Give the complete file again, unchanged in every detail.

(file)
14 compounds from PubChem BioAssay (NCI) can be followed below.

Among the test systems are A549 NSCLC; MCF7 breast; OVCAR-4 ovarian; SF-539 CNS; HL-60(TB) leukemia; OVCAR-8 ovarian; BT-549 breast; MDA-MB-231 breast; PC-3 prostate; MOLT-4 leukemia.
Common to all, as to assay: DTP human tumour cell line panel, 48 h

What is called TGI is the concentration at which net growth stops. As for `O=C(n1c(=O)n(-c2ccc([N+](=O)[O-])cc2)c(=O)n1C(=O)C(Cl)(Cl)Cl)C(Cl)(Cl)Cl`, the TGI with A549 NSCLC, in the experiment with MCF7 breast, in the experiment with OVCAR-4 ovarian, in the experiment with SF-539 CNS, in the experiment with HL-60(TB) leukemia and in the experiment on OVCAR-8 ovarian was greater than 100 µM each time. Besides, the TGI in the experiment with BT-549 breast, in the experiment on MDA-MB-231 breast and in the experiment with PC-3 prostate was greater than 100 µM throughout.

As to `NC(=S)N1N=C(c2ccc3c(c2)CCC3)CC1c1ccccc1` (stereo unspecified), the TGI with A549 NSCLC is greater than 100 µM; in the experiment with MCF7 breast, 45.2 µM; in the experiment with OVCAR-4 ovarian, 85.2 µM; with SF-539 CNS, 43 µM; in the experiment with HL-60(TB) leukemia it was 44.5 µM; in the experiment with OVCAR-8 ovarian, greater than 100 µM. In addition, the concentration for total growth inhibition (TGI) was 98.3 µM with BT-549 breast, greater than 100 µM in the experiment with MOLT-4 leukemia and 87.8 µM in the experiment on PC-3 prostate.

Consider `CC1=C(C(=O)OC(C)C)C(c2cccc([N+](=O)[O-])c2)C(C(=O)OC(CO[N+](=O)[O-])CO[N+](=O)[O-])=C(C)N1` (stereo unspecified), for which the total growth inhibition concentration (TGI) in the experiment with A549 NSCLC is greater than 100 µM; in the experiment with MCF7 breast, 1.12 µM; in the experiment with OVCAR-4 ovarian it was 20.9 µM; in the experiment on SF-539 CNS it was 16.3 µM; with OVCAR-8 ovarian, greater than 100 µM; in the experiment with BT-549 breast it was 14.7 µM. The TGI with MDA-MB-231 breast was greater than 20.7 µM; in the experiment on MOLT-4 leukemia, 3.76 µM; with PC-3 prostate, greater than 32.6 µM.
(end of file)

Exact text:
14 compounds from PubChem BioAssay (NCI) can be followed below.

Among the test systems are A549 NSCLC; MCF7 breast; OVCAR-4 ovarian; SF-539 CNS; HL-60(TB) leukemia; OVCAR-8 ovarian; BT-549 breast; MDA-MB-231 breast; PC-3 prostate; MOLT-4 leukemia.
Common to all, as to assay: DTP human tumour cell line panel, 48 h

What is called TGI is the concentration at which net growth stops. As for `O=C(n1c(=O)n(-c2ccc([N+](=O)[O-])cc2)c(=O)n1C(=O)C(Cl)(Cl)Cl)C(Cl)(Cl)Cl`, the TGI with A549 NSCLC, in the experiment with MCF7 breast, in the experiment with OVCAR-4 ovarian, in the experiment with SF-539 CNS, in the experiment with HL-60(TB) leukemia and in the experiment on OVCAR-8 ovarian was greater than 100 µM each time. Besides, the TGI in the experiment with BT-549 breast, in the experiment on MDA-MB-231 breast and in the experiment with PC-3 prostate was greater than 100 µM throughout.

As to `NC(=S)N1N=C(c2ccc3c(c2)CCC3)CC1c1ccccc1` (stereo unspecified), the TGI with A549 NSCLC is greater than 100 µM; in the experiment with MCF7 breast, 45.2 µM; in the experiment with OVCAR-4 ovarian, 85.2 µM; with SF-539 CNS, 43 µM; in the experiment with HL-60(TB) leukemia it was 44.5 µM; in the experiment with OVCAR-8 ovarian, greater than 100 µM. In addition, the concentration for total growth inhibition (TGI) was 98.3 µM with BT-549 breast, greater than 100 µM in the experiment with MOLT-4 leukemia and 87.8 µM in the experiment on PC-3 prostate.

Consider `CC1=C(C(=O)OC(C)C)C(c2cccc([N+](=O)[O-])c2)C(C(=O)OC(CO[N+](=O)[O-])CO[N+](=O)[O-])=C(C)N1` (stereo unspecified), for which the total growth inhibition concentration (TGI) in the experiment with A549 NSCLC is greater than 100 µM; in the experiment with MCF7 breast, 1.12 µM; in the experiment with OVCAR-4 ovarian it was 20.9 µM; in the experiment on SF-539 CNS it was 16.3 µM; with OVCAR-8 ovarian, greater than 100 µM; in the experiment with BT-549 breast it was 14.7 µM. The TGI with MDA-MB-231 breast was greater than 20.7 µM; in the experiment on MOLT-4 leukemia, 3.76 µM; with PC-3 prostate, greater than 32.6 µM.